It was so important to make a living and maintain a household, that many Irish women in Chicago employed creative and sometimes dramatic strategies in order to keep their position as the head of family. This contributed heavily to the style of mothering and ways of cohabitating many Irish women in the City of Chicago during the Gilded Age used. Kelleher effectively demonstrated that “For many Victorian Era mothers, family headship was a hard-won accomplishment, not a badge of failure.” Clearly, the struggle was front and center during the Gilded Age even though it is often pushed aside to reminisce and discuss the positives in culture and industry that were occurring. Family headship as a role only increased the need for suffrage as well as the change in social understanding of women as family leaders. It is often said the perception is reality, and this rings true here. Women perceived themselves as the head of household, but often placed their husband and children first. The necessity of women as head of household changed the dynamic and reshaped what was socially acceptable. Additionally, it altered the expectations of citizenship as a role as well, allowing women to join into circles, clubs and companies they had not been a part of before.
Author Anke Ortlepp focused on Milwaukee’s German-American women in her article German American Women’s Clubs- Constructing Women’s Roles and Ethnic History. While Ortlepp doesn’t focus much on home life or marital disruptions, she does shed light on what was important and socially acceptable in her area (Milwaukee) during the Gilded Age. Women here were confronted with two options. They could be “agents of social change and make crucial contributions to community-building processes” or they could be housewives, mothers and caregivers. Ortlepp’s article focused mainly on German-American and their role in maintaining the German nationalism, ethnicity and culture they, like so many other nationalities, revered.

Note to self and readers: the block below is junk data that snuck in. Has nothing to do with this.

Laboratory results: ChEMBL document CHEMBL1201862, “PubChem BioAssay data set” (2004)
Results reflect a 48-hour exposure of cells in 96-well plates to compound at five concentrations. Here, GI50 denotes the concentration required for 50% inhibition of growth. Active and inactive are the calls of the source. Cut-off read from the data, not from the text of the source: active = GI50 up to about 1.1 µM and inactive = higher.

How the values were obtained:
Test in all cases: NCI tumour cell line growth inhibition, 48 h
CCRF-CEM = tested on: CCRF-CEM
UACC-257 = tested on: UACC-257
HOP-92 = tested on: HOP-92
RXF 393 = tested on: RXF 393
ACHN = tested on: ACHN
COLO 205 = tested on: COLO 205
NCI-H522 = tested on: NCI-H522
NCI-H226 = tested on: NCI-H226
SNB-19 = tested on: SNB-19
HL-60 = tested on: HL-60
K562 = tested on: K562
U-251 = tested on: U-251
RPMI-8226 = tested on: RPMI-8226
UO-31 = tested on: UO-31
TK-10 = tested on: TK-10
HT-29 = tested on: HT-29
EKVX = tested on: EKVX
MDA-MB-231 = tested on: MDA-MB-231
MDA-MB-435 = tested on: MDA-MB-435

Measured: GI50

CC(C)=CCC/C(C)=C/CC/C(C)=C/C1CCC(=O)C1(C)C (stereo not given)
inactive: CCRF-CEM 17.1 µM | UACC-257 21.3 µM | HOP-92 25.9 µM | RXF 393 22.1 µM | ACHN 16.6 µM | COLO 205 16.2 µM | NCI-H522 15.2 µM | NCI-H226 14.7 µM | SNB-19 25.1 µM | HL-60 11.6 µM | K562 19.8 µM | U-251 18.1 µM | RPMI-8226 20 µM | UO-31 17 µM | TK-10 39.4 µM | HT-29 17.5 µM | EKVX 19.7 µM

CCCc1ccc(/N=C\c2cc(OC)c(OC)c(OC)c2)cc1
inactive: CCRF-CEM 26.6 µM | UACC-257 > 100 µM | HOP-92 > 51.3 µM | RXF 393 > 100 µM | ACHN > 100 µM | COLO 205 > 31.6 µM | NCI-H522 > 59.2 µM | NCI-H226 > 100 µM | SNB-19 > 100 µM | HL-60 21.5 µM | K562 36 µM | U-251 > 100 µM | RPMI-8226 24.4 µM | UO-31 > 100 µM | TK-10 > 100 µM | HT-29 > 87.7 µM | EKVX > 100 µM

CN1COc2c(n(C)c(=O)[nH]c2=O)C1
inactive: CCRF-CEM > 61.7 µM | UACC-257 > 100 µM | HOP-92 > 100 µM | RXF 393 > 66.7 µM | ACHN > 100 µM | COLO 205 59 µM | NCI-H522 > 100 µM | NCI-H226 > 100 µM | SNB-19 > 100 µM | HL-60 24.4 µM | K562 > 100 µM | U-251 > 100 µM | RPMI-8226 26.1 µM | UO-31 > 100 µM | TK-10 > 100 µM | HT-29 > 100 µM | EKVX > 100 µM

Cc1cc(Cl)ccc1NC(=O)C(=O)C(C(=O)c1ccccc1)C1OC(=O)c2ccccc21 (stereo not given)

Another important point within this article is the discussion of gender relations and roles. Portrayed as much less poor and downtrodden than Kelleher’s Irish immigrants, Ortlepp’s German-American’s are presented as liberal traditionalists, willing to follow equal rights, personal freedom and self-fulfillment. While Ortlepp does discuss the Freethinkers culture and their “traditional notions of femininity that centered on women’s duties as wives and mothers,” she does not go as far as Kelleher in her analysis of this gender role or social status.
Both articles demonstrate the idea of a more liberal women’s movement beginning to take form. As Ortlepp noted, “Often the women used their regular meetings to discuss women’s rights and reflect on the woman question. Theoretical discussions of gender relations and women’s status in society went hand in hand with discussions of the latest political developments and the successes and failures of the American suffrage movement.” The authors’ approaches may be different, but the underlying tone is clearly focused on women and women’s rights in a changing era. The main objective both author’s concentrate upon is central to the predicament of women during the Gilded Age and Progressive Era. Kelleher and Ortlepp show that region did not matter; women faced similar social situations and gender role divisions nationwide.